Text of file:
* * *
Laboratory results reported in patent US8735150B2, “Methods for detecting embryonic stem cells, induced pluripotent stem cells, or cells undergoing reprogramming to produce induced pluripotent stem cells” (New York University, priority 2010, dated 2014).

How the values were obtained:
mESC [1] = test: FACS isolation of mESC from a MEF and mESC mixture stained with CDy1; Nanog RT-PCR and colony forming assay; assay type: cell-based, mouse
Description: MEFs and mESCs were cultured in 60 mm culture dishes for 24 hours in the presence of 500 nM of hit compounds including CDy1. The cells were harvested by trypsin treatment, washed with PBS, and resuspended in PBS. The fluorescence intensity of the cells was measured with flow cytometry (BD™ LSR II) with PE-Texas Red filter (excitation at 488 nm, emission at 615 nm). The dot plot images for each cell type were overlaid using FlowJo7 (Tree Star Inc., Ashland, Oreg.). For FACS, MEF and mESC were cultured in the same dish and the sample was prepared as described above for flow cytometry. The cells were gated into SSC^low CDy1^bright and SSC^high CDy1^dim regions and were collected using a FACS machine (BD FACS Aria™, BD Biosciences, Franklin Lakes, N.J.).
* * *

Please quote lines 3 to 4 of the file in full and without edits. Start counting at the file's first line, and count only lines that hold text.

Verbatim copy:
mESC [1] = test: FACS isolation of mESC from a MEF and mESC mixture stained with CDy1; Nanog RT-PCR and colony forming assay; assay type: cell-based, mouse
Description: MEFs and mESCs were cultured in 60 mm culture dishes for 24 hours in the presence of 500 nM of hit compounds including CDy1. The cells were harvested by trypsin treatment, washed with PBS, and resuspended in PBS. The fluorescence intensity of the cells was measured with flow cytometry (BD™ LSR II) with PE-Texas Red filter (excitation at 488 nm, emission at 615 nm). The dot plot images for each cell type were overlaid using FlowJo7 (Tree Star Inc., Ashland, Oreg.). For FACS, MEF and mESC were cultured in the same dish and the sample was prepared as described above for flow cytometry. The cells were gated into SSC^low CDy1^bright and SSC^high CDy1^dim regions and were collected using a FACS machine (BD FACS Aria™, BD Biosciences, Franklin Lakes, N.J.).